Course Hero. "In Cold Blood Study Guide." Course Hero. 28 Nov. 2016. Web. 21 Jan. 2019. <https://www.coursehero.com/lit/In-Cold-Blood/>.
Course Hero. (2016, November 28). In Cold Blood Study Guide. In Course Hero. Retrieved January 21, 2019, from https://www.coursehero.com/lit/In-Cold-Blood/
(Course Hero, 2016)
Course Hero. "In Cold Blood Study Guide." November 28, 2016. Accessed January 21, 2019. https://www.coursehero.com/lit/In-Cold-Blood/.
Course Hero, "In Cold Blood Study Guide," November 28, 2016, accessed January 21, 2019, https://www.coursehero.com/lit/In-Cold-Blood/.
In Cold Blood is told in the third-person point of view by an omniscient narrator. Capote created what he termed the first "nonfiction novel" with this work.
In Cold Blood is told primarily in the past tense.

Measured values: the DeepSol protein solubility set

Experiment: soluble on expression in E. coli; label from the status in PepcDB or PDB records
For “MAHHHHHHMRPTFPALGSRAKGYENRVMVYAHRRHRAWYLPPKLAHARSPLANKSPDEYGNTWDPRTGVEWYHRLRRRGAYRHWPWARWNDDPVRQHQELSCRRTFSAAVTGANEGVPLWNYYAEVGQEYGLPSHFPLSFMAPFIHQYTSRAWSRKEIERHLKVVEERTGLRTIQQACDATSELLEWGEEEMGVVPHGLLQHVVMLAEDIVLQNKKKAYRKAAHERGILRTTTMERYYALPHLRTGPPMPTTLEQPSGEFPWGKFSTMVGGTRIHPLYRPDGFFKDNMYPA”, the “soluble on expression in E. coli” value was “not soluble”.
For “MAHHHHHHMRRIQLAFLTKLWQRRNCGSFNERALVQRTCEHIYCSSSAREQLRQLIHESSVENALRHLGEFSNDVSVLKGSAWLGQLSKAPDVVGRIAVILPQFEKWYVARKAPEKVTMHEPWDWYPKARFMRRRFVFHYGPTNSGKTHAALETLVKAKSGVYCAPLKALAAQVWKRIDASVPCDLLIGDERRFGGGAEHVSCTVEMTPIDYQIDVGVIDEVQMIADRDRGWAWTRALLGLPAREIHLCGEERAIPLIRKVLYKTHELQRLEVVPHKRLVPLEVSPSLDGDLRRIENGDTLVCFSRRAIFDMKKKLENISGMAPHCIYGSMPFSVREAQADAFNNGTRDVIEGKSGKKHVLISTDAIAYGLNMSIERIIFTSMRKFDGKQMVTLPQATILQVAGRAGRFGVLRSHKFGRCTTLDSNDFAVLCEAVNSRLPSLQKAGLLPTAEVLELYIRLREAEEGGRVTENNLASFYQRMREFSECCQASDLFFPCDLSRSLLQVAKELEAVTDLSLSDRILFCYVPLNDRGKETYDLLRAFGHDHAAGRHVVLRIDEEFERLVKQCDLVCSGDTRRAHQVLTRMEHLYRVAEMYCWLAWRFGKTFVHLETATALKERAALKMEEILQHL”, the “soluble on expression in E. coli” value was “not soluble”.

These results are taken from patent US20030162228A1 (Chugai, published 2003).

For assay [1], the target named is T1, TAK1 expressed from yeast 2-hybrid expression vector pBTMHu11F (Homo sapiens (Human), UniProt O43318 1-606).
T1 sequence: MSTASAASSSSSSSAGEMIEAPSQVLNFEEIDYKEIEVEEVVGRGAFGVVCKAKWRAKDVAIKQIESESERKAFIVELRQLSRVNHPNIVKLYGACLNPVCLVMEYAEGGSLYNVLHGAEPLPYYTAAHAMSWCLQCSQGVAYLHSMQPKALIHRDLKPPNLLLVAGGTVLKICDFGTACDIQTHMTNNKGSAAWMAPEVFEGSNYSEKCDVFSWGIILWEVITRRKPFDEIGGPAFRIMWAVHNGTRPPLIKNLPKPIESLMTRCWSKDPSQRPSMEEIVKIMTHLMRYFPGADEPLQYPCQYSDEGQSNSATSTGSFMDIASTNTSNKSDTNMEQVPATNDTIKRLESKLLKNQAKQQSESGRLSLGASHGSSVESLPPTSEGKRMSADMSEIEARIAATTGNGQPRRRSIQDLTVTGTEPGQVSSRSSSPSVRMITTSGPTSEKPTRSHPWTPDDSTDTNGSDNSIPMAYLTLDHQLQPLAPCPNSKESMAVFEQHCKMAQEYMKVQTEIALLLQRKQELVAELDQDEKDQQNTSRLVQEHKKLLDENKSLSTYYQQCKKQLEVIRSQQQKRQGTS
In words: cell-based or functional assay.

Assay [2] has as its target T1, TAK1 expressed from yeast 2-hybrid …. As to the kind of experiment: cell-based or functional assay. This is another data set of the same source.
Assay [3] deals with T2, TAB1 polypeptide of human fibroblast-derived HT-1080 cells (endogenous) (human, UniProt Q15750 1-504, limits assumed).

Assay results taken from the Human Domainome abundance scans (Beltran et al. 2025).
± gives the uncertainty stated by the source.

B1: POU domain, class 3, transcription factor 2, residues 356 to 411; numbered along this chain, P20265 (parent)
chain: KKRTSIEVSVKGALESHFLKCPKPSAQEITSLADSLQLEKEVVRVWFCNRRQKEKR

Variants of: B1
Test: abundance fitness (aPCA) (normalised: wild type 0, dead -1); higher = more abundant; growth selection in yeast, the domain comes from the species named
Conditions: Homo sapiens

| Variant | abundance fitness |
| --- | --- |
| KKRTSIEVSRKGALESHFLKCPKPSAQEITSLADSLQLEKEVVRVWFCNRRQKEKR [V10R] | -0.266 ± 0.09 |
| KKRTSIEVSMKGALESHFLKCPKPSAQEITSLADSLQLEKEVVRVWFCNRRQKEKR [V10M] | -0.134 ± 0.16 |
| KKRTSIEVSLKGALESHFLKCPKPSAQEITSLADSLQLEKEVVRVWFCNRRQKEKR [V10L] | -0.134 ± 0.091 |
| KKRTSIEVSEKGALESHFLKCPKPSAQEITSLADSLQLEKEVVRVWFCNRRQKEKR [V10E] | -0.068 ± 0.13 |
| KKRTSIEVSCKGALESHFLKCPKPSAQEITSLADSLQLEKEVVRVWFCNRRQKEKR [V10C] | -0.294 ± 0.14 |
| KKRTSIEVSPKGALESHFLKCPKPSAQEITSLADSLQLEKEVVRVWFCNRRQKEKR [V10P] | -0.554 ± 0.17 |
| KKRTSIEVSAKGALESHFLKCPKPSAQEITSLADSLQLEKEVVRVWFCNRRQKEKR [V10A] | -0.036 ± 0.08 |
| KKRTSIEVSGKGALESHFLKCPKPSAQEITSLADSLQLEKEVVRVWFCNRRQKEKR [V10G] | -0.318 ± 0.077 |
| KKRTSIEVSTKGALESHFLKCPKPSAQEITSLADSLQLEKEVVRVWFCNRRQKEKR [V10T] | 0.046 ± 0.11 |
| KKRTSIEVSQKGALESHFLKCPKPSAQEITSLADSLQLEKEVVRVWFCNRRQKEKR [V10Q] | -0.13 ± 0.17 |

As Capote was writing In Cold Blood, he would periodically show small parts of the manuscript to Perry Smith and Dick Hickock, the accused murderers and primary characters, with whom he corresponded regularly. Smith didn't like the title because he felt the murders hadn't been committed in cold blood; that is, without emotion. Capote told Smith the title had a double meaning, but he wouldn't tell him what it was. Capote felt capital crimes should be tried in federal courts, and those found guilty should receive life sentences. At the time of Smith and Hickock's trial, however, many states, including Kansas, did not enforce such sentences. The book's title thus expressed not only the grisly murder of a family but also Capote's position on capital punishment.
This study guide and infographic for Truman Capote's In Cold Blood offer summary and analysis on themes, symbols, and other literary devices found in the text. Explore Course Hero's library of literature materials, including documents and Q&A pairs.